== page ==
A UAV being manoeuvred into position over a small group of Australian humpback dolphins, with the research vessel in frame; the image was taken from a second UAV at a higher altitude.

Our approach is to use a small research boat to search coastal waters for dolphins. Once sighted, a multi-rotor UAV is launched and flown into a position above the dolphin group to record video footage of the dolphin group across multiple dive/surface cycles, from which availability data can be directly estimated. By operating a ‘tag-team’ of two UAVs with overlap in video footage, we have the ability to collect continuous footage of the dolphin group for up to two hours. Supplementary behavioural and group composition data are collected simultaneously by observers on the vessel, which is positioned as far away from the dolphins as practical to minimise any influence on the animals’ behaviour.

Retrieving the UAV in calm, overcast conditions in the Dampier Archipelago.

Project schedule

February-March 2017: Having received expert advice on the capabilities of different UAV systems from GUS-UAV’s Robert Lednor and Nick Sargeant, we selected DJI’s Phantom 4 Pro as a suitable and cost-effective UAV for our purposes. The project then commenced with land-based training and field trials in coastal waters off Perth, where the research team became familiar with the UAV system and its safe operation from a small vessel. A local aggregation of Indo-Pacific bottlenose dolphins (Tursiops aduncus) provided an accessible species on which to develop our methodology for collecting aerial video.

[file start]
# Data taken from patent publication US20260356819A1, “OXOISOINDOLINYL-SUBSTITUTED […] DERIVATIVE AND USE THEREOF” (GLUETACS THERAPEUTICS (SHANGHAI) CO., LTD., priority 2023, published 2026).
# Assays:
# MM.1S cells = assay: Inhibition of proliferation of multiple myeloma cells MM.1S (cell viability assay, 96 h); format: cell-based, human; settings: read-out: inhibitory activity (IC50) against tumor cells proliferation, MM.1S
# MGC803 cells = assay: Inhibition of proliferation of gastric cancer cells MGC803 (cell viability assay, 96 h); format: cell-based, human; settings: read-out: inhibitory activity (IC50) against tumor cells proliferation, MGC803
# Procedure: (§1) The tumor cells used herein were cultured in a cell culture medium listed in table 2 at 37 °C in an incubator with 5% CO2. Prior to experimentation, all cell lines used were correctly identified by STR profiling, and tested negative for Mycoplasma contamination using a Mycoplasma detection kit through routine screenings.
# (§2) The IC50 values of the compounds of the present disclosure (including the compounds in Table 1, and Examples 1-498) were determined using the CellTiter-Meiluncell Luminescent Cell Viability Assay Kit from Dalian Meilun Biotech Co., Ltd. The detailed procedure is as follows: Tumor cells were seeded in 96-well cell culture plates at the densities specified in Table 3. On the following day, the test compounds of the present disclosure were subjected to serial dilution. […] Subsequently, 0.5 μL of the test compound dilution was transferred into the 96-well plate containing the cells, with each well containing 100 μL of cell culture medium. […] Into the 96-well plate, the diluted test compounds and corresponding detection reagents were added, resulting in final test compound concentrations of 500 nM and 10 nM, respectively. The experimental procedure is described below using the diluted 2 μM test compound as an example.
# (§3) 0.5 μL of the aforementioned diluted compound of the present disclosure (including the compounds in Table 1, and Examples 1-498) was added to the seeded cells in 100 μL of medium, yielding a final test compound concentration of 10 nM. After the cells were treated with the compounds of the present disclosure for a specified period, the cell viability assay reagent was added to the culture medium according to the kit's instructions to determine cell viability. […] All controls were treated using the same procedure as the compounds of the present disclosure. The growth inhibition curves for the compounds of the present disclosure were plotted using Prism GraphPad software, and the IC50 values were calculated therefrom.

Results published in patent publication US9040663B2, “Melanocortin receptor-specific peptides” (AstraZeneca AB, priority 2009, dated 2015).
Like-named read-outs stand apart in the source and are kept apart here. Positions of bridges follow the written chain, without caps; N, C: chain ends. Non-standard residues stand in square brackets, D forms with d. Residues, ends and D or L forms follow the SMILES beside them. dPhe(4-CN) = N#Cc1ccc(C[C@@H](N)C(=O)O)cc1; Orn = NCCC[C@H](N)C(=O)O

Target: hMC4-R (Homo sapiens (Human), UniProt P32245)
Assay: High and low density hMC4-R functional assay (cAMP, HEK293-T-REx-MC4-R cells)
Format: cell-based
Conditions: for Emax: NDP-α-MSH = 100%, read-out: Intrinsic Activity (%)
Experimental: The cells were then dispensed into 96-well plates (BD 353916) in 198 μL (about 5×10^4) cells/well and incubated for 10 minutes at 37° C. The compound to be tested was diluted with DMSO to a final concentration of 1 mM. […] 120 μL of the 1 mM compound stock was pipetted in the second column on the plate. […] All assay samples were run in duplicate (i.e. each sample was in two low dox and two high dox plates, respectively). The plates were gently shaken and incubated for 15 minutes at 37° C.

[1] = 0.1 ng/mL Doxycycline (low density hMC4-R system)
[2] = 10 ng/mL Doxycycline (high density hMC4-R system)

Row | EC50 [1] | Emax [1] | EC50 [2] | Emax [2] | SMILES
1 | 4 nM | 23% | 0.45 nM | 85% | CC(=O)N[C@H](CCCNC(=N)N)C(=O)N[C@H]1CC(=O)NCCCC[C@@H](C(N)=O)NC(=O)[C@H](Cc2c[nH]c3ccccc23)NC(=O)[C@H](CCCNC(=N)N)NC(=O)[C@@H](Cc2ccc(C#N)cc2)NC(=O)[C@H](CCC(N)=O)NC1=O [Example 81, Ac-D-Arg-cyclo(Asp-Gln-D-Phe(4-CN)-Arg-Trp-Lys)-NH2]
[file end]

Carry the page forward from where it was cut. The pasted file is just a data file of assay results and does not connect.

A large group of bottlenose dolphins in Cockburn Sound videoed during the pilot study off Perth, with the team practising retrieving the UAV (inset).

April-May 2017: For the main data collection, the research team headed north to spend five weeks collecting aerial video of humpback dolphins off the north-west coast of WA, focussing on the Dampier Archipelago.  Investigators Alex Brown and Simon Allen were lucky enough to have experienced hands Delphine Chabanne and Julian Tyne to assist with the fieldwork. We were also joined by Nick Sargeant from GUS-UAV for the first week, to help iron-out any technical or safety issues with operating the UAVs. A poor weather forecast for the final week in Dampier saw the team relocate to Exmouth to steal a few more days on the water.

Four humpback dolphins close to shore in the Dampier Archipelago, as viewed from the UAV at ~80m altitude, with the research vessel visible in the top right.